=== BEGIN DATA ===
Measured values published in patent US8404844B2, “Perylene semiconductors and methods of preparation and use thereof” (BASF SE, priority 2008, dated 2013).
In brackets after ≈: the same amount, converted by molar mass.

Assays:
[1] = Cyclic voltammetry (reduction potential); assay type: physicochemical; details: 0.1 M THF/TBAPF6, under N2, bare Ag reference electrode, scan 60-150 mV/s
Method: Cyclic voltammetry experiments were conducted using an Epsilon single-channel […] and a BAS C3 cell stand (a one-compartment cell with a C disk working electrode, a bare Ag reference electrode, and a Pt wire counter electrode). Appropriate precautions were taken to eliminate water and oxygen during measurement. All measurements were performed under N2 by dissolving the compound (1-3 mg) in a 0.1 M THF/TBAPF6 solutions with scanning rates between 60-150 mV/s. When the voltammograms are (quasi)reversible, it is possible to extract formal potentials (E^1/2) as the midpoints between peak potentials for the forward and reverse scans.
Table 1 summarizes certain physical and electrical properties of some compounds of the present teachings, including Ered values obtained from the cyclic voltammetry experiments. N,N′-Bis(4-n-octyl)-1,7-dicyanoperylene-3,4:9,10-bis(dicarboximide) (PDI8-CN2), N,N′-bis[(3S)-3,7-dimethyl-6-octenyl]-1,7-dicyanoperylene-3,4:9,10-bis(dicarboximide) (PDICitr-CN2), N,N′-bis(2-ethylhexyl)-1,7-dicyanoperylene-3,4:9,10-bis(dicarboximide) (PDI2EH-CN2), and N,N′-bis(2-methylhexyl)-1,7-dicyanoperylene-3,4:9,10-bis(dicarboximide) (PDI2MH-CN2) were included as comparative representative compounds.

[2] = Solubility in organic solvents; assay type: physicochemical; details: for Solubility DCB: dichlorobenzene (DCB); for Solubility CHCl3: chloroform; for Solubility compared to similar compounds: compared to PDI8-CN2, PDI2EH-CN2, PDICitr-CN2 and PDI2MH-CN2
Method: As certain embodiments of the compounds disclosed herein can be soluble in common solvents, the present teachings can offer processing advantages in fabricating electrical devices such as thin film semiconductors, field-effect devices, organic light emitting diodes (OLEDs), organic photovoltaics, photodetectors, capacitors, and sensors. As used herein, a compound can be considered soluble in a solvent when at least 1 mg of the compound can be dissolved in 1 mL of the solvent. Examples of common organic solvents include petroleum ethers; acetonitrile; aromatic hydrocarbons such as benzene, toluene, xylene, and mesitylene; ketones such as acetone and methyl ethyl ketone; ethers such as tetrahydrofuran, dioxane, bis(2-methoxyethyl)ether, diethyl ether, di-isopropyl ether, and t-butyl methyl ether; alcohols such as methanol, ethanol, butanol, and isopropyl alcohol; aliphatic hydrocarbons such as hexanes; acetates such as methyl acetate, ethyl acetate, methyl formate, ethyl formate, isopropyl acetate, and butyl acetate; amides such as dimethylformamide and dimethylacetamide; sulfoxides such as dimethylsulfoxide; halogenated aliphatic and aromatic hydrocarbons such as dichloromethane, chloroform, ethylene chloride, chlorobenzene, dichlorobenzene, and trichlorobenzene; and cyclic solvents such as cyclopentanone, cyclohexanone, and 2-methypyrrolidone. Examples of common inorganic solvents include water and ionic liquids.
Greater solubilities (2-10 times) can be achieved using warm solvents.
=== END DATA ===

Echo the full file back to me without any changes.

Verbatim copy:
Measured values published in patent US8404844B2, “Perylene semiconductors and methods of preparation and use thereof” (BASF SE, priority 2008, dated 2013).
In brackets after ≈: the same amount, converted by molar mass.

Assays:
[1] = Cyclic voltammetry (reduction potential); assay type: physicochemical; details: 0.1 M THF/TBAPF6, under N2, bare Ag reference electrode, scan 60-150 mV/s
Method: Cyclic voltammetry experiments were conducted using an Epsilon single-channel […] and a BAS C3 cell stand (a one-compartment cell with a C disk working electrode, a bare Ag reference electrode, and a Pt wire counter electrode). Appropriate precautions were taken to eliminate water and oxygen during measurement. All measurements were performed under N2 by dissolving the compound (1-3 mg) in a 0.1 M THF/TBAPF6 solutions with scanning rates between 60-150 mV/s. When the voltammograms are (quasi)reversible, it is possible to extract formal potentials (E^1/2) as the midpoints between peak potentials for the forward and reverse scans.
Table 1 summarizes certain physical and electrical properties of some compounds of the present teachings, including Ered values obtained from the cyclic voltammetry experiments. N,N′-Bis(4-n-octyl)-1,7-dicyanoperylene-3,4:9,10-bis(dicarboximide) (PDI8-CN2), N,N′-bis[(3S)-3,7-dimethyl-6-octenyl]-1,7-dicyanoperylene-3,4:9,10-bis(dicarboximide) (PDICitr-CN2), N,N′-bis(2-ethylhexyl)-1,7-dicyanoperylene-3,4:9,10-bis(dicarboximide) (PDI2EH-CN2), and N,N′-bis(2-methylhexyl)-1,7-dicyanoperylene-3,4:9,10-bis(dicarboximide) (PDI2MH-CN2) were included as comparative representative compounds.

[2] = Solubility in organic solvents; assay type: physicochemical; details: for Solubility DCB: dichlorobenzene (DCB); for Solubility CHCl3: chloroform; for Solubility compared to similar compounds: compared to PDI8-CN2, PDI2EH-CN2, PDICitr-CN2 and PDI2MH-CN2
Method: As certain embodiments of the compounds disclosed herein can be soluble in common solvents, the present teachings can offer processing advantages in fabricating electrical devices such as thin film semiconductors, field-effect devices, organic light emitting diodes (OLEDs), organic photovoltaics, photodetectors, capacitors, and sensors. As used herein, a compound can be considered soluble in a solvent when at least 1 mg of the compound can be dissolved in 1 mL of the solvent. Examples of common organic solvents include petroleum ethers; acetonitrile; aromatic hydrocarbons such as benzene, toluene, xylene, and mesitylene; ketones such as acetone and methyl ethyl ketone; ethers such as tetrahydrofuran, dioxane, bis(2-methoxyethyl)ether, diethyl ether, di-isopropyl ether, and t-butyl methyl ether; alcohols such as methanol, ethanol, butanol, and isopropyl alcohol; aliphatic hydrocarbons such as hexanes; acetates such as methyl acetate, ethyl acetate, methyl formate, ethyl formate, isopropyl acetate, and butyl acetate; amides such as dimethylformamide and dimethylacetamide; sulfoxides such as dimethylsulfoxide; halogenated aliphatic and aromatic hydrocarbons such as dichloromethane, chloroform, ethylene chloride, chlorobenzene, dichlorobenzene, and trichlorobenzene; and cyclic solvents such as cyclopentanone, cyclohexanone, and 2-methypyrrolidone. Examples of common inorganic solvents include water and ionic liquids.
Greater solubilities (2-10 times) can be achieved using warm solvents.